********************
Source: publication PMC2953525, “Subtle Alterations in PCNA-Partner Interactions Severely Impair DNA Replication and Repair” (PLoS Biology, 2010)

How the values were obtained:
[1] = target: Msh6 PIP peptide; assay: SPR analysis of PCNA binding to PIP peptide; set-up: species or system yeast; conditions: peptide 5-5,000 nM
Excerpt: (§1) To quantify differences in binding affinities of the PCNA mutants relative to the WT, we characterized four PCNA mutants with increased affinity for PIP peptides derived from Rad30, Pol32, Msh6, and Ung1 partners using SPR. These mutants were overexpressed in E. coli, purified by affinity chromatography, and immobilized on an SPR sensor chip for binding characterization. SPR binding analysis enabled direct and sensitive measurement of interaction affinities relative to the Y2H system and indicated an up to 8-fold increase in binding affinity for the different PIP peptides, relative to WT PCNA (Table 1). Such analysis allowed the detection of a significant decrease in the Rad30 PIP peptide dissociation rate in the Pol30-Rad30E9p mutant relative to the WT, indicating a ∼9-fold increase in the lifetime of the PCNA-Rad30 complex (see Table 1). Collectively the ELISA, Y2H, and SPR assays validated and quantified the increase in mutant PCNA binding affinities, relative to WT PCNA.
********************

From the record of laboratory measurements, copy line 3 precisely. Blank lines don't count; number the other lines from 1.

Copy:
[1] = target: Msh6 PIP peptide; assay: SPR analysis of PCNA binding to PIP peptide; set-up: species or system yeast; conditions: peptide 5-5,000 nM